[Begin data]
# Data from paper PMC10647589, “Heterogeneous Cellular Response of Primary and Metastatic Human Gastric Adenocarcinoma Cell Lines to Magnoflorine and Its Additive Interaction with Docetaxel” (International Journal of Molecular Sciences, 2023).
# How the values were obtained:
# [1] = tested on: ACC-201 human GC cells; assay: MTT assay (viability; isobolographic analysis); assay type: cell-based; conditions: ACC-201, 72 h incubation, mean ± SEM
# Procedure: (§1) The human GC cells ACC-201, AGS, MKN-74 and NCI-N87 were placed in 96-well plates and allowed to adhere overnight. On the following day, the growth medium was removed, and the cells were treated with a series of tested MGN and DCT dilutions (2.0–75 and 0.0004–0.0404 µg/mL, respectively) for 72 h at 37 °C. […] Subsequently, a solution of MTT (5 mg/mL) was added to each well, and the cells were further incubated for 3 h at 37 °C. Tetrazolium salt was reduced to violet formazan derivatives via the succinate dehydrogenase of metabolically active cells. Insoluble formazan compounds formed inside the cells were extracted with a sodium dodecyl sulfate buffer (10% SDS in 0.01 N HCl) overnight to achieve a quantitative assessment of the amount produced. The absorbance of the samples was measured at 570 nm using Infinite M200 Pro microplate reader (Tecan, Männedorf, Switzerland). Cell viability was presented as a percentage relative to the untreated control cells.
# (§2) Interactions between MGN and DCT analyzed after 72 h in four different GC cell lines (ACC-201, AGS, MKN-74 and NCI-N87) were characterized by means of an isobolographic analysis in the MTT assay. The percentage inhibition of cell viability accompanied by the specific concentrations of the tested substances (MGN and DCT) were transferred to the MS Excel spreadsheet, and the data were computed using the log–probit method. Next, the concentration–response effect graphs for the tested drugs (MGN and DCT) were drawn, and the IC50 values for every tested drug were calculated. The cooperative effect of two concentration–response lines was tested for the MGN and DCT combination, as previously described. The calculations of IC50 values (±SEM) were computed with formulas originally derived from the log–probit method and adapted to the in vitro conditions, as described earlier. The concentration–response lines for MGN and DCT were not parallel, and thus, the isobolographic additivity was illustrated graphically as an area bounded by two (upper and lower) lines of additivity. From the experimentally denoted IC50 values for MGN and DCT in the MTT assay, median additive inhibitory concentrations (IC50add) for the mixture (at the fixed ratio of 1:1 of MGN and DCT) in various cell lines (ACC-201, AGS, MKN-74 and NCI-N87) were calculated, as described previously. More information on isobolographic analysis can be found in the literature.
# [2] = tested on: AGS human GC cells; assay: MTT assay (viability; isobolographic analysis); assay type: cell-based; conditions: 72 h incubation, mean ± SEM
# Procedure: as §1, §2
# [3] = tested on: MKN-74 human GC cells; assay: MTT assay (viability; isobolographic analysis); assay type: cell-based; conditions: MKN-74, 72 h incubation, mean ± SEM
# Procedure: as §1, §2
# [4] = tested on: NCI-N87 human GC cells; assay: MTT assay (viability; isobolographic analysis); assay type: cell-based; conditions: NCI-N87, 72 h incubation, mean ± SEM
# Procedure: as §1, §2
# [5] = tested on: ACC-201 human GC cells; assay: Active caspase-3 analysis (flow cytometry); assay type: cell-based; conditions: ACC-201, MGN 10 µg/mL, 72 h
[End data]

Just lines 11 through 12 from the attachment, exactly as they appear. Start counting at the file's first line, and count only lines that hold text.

# Procedure: as §1, §2
# [5] = tested on: ACC-201 human GC cells; assay: Active caspase-3 analysis (flow cytometry); assay type: cell-based; conditions: ACC-201, MGN 10 µg/mL, 72 h